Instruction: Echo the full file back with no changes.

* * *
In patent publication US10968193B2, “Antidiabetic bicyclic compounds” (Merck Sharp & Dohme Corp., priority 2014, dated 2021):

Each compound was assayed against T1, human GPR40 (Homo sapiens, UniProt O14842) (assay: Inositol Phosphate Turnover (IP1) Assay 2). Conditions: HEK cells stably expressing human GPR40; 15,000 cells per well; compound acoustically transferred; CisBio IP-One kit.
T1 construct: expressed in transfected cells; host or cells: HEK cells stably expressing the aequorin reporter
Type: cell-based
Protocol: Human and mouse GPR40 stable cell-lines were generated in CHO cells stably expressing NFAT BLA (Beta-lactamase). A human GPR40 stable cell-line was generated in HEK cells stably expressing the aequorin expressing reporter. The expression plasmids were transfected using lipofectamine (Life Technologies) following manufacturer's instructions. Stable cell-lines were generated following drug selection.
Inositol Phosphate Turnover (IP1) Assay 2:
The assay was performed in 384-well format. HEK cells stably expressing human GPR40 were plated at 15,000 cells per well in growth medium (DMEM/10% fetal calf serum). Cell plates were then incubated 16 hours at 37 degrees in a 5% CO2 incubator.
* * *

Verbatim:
In patent publication US10968193B2, “Antidiabetic bicyclic compounds” (Merck Sharp & Dohme Corp., priority 2014, dated 2021):

Each compound was assayed against T1, human GPR40 (Homo sapiens, UniProt O14842) (assay: Inositol Phosphate Turnover (IP1) Assay 2). Conditions: HEK cells stably expressing human GPR40; 15,000 cells per well; compound acoustically transferred; CisBio IP-One kit.
T1 construct: expressed in transfected cells; host or cells: HEK cells stably expressing the aequorin reporter
Type: cell-based
Protocol: Human and mouse GPR40 stable cell-lines were generated in CHO cells stably expressing NFAT BLA (Beta-lactamase). A human GPR40 stable cell-line was generated in HEK cells stably expressing the aequorin expressing reporter. The expression plasmids were transfected using lipofectamine (Life Technologies) following manufacturer's instructions. Stable cell-lines were generated following drug selection.
Inositol Phosphate Turnover (IP1) Assay 2:
The assay was performed in 384-well format. HEK cells stably expressing human GPR40 were plated at 15,000 cells per well in growth medium (DMEM/10% fetal calf serum). Cell plates were then incubated 16 hours at 37 degrees in a 5% CO2 incubator.